Perhaps the greatest challenge all the musicians and artists I spoke to are facing is how to convince some Muslims that what they are doing is allowed in Islam. While the Shaykhs of Al-Azhar and the majority of classical Islamic scholars and jurists have always agreed that listening to music, attending musical gatherings, and studying music of all genres and instruments is allowed as long as it is not accompanied with immoral and sinful acts or used as a pretext to incite people towards haram (prohibited) behaviour, and as long as it does not preoccupy a person enough to prevent him or her from observing the obligatory acts of worship (al-wajibat), there has always been those who choose to adopt a narrow and rigid interpretation of Islam. As Sakina of Poetic Pilgrimage explained, "It is important that we highlight the way that Hip Hop and Rap music is viewed by some Muslims. There are Muslims who believe that if you are a Muslim and you Rap then you are imitating the Kuffar (infidels). This means that they equate Black culture with the Kuffar. However, if it is music about "ya habibi habibi," somehow that is accepted and accommodated as part of the Muslim culture. Black culture is very popular among the youth of the world at the moment. It has always been a culture of the voiceless and the oppressed who have nowhere to go and that is why you find that Palestinian youngsters are resorting to Hip Hop and Rap to tell their stories. The views that some people have against Hip Hop are motivated by racism and not Islamic teachings." With that, the rise of Islamic Hip Hop should be celebrated and not condemned as it is providing young Muslims in the world with a voice and a way of navigating their Islamic identities in the 21st century. It is also giving them a sense of social responsibility as evident from the themes that their music deal with and the various projects they have been involved in. As Muneera described her work, "If we see Palestinian women and children suffering under oppression we feel their pain, if we see African-American victims of Katrina we feel their pain, if we see smiling children in Soweto, we feel their happiness."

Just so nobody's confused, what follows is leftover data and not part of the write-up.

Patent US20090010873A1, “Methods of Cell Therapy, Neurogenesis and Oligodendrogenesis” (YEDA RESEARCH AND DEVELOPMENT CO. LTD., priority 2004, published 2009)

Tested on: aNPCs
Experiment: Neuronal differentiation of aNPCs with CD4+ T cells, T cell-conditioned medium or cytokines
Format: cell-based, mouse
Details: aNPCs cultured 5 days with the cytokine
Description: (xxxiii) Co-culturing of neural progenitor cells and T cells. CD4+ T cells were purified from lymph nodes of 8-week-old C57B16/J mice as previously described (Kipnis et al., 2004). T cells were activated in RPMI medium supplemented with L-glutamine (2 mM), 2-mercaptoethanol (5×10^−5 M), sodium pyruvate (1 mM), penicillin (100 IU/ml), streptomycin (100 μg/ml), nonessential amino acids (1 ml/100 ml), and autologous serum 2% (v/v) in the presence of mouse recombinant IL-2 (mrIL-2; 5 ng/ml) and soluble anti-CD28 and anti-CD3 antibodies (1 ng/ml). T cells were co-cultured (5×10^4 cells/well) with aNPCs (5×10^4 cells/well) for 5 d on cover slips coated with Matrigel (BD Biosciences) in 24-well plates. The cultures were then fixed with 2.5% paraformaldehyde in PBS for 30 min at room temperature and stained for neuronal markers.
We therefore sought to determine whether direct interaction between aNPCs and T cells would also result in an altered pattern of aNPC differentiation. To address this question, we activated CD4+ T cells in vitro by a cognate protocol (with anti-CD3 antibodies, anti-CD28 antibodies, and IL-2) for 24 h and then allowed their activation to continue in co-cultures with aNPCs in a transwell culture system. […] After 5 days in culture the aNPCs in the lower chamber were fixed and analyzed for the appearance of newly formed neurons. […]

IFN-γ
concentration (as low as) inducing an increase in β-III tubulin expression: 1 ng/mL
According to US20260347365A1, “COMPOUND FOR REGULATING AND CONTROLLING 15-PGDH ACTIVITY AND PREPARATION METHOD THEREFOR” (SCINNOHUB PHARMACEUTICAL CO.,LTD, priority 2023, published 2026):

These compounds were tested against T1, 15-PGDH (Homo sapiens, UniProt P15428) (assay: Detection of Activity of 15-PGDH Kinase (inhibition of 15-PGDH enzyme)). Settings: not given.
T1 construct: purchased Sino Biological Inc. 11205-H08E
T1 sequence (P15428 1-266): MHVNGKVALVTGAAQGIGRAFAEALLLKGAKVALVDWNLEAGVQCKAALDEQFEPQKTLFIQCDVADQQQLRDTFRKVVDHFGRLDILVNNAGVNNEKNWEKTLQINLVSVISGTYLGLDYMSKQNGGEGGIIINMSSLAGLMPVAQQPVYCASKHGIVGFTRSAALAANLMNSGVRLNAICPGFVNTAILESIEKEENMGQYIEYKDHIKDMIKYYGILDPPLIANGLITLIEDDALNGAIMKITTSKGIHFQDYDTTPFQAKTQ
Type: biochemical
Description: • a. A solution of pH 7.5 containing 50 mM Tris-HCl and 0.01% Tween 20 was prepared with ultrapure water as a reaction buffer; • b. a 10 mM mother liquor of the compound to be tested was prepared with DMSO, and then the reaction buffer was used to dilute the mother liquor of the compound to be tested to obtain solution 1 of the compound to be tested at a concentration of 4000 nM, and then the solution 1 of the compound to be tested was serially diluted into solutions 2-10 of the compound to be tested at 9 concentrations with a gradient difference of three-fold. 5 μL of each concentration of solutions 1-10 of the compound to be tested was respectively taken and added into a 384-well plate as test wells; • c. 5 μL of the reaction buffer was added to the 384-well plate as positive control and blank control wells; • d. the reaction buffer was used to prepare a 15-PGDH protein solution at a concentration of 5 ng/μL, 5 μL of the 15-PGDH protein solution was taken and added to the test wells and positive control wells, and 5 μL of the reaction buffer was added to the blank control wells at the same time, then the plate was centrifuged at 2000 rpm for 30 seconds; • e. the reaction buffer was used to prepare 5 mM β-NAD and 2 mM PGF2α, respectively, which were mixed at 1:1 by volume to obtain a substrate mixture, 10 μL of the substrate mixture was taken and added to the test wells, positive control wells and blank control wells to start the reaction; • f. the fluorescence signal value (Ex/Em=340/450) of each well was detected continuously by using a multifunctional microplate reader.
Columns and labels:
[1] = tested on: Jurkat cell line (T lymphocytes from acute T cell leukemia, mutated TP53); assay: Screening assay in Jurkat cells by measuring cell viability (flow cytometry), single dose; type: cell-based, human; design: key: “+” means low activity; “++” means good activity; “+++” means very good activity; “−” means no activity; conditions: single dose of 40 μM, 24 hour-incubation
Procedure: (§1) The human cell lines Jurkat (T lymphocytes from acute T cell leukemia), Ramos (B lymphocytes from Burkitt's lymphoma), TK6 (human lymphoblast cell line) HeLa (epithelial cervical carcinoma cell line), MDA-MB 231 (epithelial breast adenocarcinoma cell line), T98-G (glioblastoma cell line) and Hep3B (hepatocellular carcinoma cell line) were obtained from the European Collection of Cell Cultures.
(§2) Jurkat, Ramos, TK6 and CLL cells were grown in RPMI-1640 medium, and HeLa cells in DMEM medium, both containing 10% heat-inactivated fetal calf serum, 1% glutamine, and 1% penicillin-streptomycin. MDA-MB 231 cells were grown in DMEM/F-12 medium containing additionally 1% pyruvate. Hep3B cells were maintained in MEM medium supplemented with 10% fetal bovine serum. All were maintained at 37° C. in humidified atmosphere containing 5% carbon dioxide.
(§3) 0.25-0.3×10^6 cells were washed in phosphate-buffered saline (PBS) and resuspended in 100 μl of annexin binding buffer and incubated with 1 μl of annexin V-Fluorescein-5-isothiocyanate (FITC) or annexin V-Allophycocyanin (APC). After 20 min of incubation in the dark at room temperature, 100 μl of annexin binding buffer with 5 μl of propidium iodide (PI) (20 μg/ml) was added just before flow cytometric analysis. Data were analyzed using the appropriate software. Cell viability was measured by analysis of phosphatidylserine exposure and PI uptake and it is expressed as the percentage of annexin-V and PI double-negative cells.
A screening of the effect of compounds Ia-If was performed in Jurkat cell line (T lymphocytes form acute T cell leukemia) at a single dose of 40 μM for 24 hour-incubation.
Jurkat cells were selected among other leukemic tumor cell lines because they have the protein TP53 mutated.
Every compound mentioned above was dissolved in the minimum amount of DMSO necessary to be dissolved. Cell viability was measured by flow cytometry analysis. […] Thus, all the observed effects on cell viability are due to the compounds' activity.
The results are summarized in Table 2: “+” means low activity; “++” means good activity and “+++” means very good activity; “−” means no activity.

The writer is a visiting lecturer at the University of Birmingham, UK